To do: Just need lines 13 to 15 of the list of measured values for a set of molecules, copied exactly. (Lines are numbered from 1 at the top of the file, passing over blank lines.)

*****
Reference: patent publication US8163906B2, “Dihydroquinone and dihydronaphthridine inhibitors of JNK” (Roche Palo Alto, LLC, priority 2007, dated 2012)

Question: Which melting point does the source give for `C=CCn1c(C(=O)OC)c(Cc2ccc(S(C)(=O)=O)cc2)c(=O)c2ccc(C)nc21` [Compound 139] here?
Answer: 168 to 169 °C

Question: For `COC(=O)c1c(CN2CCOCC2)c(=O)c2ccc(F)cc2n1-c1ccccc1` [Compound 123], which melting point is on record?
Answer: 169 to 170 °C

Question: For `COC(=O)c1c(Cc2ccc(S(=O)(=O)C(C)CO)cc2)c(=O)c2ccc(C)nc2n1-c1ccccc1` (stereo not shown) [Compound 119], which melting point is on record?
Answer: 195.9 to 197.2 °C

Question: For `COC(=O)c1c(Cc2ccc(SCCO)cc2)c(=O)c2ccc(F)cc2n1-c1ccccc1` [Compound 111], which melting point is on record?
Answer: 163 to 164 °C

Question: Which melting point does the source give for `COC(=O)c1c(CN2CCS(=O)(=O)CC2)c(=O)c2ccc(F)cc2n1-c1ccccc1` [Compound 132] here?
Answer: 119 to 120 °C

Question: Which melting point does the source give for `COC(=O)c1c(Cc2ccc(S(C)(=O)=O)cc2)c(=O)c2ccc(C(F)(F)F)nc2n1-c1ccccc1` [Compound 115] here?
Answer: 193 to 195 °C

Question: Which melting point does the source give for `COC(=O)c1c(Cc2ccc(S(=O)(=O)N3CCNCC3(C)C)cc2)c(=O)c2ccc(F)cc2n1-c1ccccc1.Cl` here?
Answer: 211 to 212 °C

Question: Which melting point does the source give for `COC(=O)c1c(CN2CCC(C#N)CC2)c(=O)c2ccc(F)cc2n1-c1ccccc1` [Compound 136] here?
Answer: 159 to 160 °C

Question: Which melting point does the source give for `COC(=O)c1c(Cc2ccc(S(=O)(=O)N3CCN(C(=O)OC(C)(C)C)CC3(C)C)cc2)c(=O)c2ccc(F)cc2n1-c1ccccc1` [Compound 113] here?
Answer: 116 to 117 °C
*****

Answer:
Answer: 193 to 195 °C

Question: Which melting point does the source give for `COC(=O)c1c(Cc2ccc(S(=O)(=O)N3CCNCC3(C)C)cc2)c(=O)c2ccc(F)cc2n1-c1ccccc1.Cl` here?
Answer: 211 to 212 °C